The shameful episode involving Charles Murray at Middlebury sends me back to several things. First, The Bell Curve itself, which virtually none of Murray’s critics have bothered to read—certainly not the six-figure-salary hacks at the direct-mail-hysteria-dependent Southern Poverty Law Center who call Charles a “white nationalist,” ignorant that he is the father of mixed-race children, which rather disqualifies him for the white supremacy club I should think.
Charles answered the revived distortions of The Bell Curve a year ago in this piece, but if you have a copy I recommend reading the entirety of Chapter 13, or, if you’re very short of time, pages 297 and 314-315.
I got to wondering why, 20 years after the book came out and the controversy had run its course, that it suddenly sprang to life again. After all, I had hosted Charles at the University of Colorado at Boulder in 2013 before a large audience (250 plus people) that asked some tough questions, but was uniformly polite and respectful. Why has the left suddenly gone nuts about Charles again?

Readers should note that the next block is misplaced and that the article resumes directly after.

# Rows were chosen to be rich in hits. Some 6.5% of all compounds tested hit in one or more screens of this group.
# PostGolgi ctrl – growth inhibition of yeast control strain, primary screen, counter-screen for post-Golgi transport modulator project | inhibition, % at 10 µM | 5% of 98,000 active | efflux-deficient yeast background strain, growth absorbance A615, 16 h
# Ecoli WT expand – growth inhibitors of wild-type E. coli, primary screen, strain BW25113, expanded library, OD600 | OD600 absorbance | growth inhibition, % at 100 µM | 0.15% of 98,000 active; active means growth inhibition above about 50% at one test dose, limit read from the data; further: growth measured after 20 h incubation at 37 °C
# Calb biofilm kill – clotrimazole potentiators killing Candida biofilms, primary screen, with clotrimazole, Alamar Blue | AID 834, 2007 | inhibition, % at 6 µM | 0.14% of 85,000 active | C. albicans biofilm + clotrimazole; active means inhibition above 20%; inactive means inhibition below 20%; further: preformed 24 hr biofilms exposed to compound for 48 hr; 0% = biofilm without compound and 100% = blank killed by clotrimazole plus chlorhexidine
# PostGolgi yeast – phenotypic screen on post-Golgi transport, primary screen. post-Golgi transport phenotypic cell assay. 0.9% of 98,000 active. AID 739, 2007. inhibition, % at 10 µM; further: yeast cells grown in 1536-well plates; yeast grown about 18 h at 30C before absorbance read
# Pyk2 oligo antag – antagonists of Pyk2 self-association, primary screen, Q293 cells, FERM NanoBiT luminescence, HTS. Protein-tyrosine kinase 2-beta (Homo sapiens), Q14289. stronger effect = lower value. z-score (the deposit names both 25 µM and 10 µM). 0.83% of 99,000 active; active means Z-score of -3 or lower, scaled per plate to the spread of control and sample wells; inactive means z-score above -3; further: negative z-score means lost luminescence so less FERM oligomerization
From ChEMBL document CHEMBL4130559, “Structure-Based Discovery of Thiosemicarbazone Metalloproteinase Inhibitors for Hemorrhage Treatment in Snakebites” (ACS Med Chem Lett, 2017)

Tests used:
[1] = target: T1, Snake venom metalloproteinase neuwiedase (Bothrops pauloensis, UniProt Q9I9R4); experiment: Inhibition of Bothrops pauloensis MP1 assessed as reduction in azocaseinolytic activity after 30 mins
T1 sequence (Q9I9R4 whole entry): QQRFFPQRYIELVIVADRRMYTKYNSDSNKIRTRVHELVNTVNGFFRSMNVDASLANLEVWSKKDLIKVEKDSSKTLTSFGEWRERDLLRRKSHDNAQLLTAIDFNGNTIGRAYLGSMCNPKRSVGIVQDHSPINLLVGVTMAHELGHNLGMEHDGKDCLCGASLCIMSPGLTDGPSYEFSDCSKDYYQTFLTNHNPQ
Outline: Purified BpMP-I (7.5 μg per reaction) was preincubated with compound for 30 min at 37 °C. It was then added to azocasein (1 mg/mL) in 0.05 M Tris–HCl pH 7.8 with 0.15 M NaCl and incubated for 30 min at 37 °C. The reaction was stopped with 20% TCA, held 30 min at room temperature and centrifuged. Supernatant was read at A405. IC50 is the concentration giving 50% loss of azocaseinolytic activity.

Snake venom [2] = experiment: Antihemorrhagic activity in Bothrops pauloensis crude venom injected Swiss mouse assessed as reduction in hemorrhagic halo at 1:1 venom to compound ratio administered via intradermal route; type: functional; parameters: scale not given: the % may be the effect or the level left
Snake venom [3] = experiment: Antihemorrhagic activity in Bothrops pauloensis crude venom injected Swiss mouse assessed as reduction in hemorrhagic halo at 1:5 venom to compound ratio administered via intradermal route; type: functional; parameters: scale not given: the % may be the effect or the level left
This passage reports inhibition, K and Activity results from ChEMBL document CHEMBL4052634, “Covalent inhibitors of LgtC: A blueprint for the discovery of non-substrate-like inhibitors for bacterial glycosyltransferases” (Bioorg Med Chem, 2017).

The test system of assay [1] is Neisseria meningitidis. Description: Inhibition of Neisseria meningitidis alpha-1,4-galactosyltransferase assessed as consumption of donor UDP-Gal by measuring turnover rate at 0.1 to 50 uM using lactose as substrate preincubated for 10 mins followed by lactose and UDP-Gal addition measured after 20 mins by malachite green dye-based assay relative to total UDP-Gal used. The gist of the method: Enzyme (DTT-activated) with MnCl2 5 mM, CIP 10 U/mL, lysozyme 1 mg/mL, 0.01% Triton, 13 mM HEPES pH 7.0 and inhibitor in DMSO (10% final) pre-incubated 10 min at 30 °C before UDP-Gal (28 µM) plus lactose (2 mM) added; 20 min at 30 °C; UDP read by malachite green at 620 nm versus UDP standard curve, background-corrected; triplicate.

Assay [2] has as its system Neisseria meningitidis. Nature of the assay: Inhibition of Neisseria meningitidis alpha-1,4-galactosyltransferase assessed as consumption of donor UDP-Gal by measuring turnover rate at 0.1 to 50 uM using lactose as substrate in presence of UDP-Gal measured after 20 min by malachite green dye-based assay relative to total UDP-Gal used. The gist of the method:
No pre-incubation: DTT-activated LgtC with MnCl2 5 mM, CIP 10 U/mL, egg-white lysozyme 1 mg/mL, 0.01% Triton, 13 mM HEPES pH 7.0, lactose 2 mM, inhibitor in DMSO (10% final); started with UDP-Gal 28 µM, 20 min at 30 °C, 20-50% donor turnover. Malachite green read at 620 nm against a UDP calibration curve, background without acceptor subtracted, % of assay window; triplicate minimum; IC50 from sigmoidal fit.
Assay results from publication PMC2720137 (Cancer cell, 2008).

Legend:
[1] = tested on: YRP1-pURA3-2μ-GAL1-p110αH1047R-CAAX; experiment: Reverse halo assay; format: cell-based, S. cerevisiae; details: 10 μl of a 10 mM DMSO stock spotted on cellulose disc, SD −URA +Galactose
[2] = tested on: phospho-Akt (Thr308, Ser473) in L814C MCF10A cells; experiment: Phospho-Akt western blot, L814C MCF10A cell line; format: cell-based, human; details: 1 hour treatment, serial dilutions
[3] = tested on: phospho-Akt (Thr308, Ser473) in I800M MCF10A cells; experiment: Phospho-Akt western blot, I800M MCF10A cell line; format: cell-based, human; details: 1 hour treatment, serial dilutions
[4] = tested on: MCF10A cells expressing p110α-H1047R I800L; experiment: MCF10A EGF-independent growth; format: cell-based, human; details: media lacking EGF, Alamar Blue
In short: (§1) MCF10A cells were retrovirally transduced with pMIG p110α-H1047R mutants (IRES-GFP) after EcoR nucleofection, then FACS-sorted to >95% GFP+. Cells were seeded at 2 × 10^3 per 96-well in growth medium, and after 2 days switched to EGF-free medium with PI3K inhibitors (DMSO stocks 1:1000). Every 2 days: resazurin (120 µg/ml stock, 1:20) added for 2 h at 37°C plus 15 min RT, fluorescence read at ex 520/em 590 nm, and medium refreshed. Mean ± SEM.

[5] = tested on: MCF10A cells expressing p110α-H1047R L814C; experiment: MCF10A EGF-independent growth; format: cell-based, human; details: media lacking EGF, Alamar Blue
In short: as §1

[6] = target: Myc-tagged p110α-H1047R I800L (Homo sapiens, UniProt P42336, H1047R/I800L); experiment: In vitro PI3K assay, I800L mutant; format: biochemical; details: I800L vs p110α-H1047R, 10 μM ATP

As it happens, I talked with Charles about this question on one of my fill-in radio host days on the Bill Bennett Show back in the summer of 2014. He had just written an article in the Wall Street Journal about why we should distinguish between liberals of the old variety and the new-styled “progressives” whose impulses tend toward tyrannical or at least non-consensual rule. He had just had dinner with two prominent (but unnamed) liberals who shared his dismay about how liberalism had yielded to “progressivism.” (Charles later shared their identities with me, and they are names you’d recognize.)
Here are the two segments of the show, including Charles’s answer to my query as to why the old distortions about The Bell Curve have been revived. And much else besides that now sounds prophetic in retrospect, including the lack of courage on the part of liberals to stand up to the ruinous faction on their left fringe.
P.S. As usual, Charles proves himself a magnanimous person: